Vale John Mac

4 September 2014 | Posted In: #122 Spring 2014, Civil Society Issues, Community Sector, People, Vale, | Author: Jack Carnegie

The life of Bishop John Charles McIntryre (27 October 1951 – 6 June 2014) was Celebrated at Saint Saviour’s Anglican Church Redfern on 17 June 2014, where John Mac as he more commonly known locally, was rector from 1990 to 2005. Jack Carnegie reflects on his contribution and passing.

John, Jan and their daughters Jessica and Lisa at John's ordination as a bishop Photo: Jack Carnegie

John, Jan and their daughters Jessica and Lisa at John’s ordination as a bishop Photo: Jack Carnegie

Much has been written about John McIntyre since his untimely death last month. His friend, journalist Julie Baird, wrote a moving piece in the Herald, describing him as “a priest who fought for the disadvantaged, the marginalised and the spurned.” These attributes made sure he was marginalised in the conservative Sydney Anglican diocese.

I first met John when I worked at South Sydney Community Aid and was surprised, like many, that this progressive member of the ALP, pub drinker, folk music lover and human rights advocate was indeed an Anglican priest. We got along very well.

Dinner with John, his wife Jan and daughters Jessica and Lisa were chaotic affairs, with some local issue always ensuring that nothing ran to schedule, but they were hugely entertaining and immensely enjoyable.

John was an active community worker in the Redfern area, serving on committees and working closely with the Aboriginal community and public housing tenants. He always had time for one more issue and took them on with optimism and good humour. His constant battles with the conservative Sydney Anglicans eventually led him back to Victoria, when he was appointed Bishop of Gippsland.

A huge gathering at Saint Saviours saw John off when he was appointed Bishop.  The eclectic crowd included MPs, clergy, public housing tenants, drinking buddies and his Aboriginal friends. There were tears and mixed emotions at his departure: he got the job he deserved but Redfern had lost a great champion of the poor and marginalised.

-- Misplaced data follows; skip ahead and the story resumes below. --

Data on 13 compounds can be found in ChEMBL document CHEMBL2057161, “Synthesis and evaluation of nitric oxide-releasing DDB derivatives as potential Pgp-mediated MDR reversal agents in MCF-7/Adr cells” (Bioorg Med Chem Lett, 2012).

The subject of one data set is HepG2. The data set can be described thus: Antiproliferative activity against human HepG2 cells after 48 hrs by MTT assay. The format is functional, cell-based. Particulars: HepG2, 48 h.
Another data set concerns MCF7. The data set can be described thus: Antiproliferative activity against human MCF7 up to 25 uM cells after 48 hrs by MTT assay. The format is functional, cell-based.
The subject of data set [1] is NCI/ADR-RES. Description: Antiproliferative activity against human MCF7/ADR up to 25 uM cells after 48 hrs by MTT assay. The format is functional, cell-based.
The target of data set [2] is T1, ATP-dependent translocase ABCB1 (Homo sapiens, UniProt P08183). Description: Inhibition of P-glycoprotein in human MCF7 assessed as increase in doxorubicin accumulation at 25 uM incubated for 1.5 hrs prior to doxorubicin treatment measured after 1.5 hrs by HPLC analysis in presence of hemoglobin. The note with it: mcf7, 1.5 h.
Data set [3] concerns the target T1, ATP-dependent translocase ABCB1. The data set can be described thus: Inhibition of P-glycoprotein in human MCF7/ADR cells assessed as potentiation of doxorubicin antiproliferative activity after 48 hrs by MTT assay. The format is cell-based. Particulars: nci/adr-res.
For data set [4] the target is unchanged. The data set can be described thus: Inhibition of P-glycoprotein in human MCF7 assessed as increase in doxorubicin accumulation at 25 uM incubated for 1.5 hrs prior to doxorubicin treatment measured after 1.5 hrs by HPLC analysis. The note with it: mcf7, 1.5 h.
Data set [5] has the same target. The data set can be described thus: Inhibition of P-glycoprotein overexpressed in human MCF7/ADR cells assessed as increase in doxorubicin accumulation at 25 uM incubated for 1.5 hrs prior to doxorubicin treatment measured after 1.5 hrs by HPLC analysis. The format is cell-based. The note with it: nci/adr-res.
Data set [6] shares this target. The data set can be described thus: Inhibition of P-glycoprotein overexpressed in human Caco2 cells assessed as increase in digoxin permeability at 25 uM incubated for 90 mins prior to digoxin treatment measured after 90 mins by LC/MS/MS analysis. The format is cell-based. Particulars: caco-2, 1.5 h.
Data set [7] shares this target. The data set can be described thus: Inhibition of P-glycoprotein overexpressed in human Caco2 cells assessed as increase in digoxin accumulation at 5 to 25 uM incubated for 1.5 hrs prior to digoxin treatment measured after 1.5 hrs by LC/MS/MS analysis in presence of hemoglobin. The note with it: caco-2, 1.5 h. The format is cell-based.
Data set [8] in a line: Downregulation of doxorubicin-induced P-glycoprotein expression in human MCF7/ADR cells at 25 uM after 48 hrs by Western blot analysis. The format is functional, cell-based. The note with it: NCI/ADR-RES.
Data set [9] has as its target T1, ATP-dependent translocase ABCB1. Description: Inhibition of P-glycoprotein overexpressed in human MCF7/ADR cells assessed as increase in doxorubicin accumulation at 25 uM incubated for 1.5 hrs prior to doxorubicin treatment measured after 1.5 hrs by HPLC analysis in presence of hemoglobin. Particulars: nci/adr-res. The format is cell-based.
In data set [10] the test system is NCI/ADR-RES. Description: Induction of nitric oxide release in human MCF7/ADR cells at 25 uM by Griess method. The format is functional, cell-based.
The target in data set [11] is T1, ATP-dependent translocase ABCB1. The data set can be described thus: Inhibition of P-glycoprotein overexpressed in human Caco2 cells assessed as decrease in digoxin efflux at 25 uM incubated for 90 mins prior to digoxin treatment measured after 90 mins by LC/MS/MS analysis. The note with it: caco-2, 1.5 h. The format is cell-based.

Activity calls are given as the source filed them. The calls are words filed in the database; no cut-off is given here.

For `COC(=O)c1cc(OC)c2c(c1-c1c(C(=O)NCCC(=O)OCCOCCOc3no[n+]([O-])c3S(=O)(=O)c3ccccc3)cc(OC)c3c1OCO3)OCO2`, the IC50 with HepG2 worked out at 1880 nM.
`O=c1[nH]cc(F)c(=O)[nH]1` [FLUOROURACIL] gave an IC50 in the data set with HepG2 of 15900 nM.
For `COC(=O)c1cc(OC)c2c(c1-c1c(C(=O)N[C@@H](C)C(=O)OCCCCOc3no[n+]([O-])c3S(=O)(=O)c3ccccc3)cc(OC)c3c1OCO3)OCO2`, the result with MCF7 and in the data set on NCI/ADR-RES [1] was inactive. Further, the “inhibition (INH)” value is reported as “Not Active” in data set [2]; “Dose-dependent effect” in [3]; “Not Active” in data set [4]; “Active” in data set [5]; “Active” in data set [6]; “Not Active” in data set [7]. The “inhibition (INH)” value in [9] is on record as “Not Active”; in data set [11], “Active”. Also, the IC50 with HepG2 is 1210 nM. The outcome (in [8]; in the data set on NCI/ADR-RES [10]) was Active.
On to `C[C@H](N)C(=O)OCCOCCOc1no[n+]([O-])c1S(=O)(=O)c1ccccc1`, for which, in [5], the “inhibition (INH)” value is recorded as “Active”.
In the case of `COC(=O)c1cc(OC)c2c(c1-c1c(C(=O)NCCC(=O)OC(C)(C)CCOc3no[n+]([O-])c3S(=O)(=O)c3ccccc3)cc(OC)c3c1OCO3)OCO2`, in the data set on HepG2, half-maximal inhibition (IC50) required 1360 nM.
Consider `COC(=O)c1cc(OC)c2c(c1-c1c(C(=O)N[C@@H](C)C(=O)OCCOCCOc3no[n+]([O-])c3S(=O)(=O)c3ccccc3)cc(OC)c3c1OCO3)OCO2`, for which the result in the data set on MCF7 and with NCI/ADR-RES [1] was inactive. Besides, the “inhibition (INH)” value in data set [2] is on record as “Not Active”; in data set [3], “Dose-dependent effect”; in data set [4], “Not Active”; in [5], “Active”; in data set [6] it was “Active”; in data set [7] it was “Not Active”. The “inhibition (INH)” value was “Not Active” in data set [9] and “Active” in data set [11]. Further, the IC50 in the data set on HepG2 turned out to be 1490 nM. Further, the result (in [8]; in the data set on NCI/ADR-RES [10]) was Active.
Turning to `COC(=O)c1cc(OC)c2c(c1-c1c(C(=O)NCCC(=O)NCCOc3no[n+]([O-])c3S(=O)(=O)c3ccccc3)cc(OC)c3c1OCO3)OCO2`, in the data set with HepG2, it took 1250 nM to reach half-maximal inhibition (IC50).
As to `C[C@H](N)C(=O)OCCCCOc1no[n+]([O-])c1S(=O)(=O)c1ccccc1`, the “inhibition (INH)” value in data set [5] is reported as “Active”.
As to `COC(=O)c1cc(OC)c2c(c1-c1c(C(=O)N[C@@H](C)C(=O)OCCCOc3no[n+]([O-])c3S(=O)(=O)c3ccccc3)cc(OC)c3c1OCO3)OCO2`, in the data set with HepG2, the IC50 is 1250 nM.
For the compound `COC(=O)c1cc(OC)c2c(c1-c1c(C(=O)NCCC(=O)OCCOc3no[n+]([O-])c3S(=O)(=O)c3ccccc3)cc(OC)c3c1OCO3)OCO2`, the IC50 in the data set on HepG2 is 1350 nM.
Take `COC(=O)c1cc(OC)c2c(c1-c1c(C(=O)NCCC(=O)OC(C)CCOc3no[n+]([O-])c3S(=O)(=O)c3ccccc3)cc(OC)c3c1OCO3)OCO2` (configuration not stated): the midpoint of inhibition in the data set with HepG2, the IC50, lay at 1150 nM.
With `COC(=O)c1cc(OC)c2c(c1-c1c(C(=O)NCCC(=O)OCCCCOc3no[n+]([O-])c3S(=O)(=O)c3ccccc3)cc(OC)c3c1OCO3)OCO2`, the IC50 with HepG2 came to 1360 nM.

One of John’s legacies was the conversion of the old church hall at Saint Saviours into office accommodation for four Home and Community Care organisations.  These groups provided transport, food, home maintenance and home visiting services to the frail aged and people with disabilities. They were desperate for accommodation and with a government grant the old hall was converted into a vibrant space for these services.

Unfortunately, John’s replacement didn’t have the same commitment to the secular community as he did and they were asked to leave by the new minister.

In these harsh conservative times we can ill afford to lose such a generous, intelligent and compassionate man, who still had much to offer to his church and Australia.

Jack Carnegie has worked in a number of community organisations in South Sydney including South Sydney Community Aid, South Sydney Community Transport, Newtown Neighbourhood Centre and ISRCSD.

John McIntyre returned to Redfern in 2007 to deliver the Marg Barry Memorial Lecture on What is truth? Discovering the basis for authentic communities. You can read his presentation on the ISRCSD website.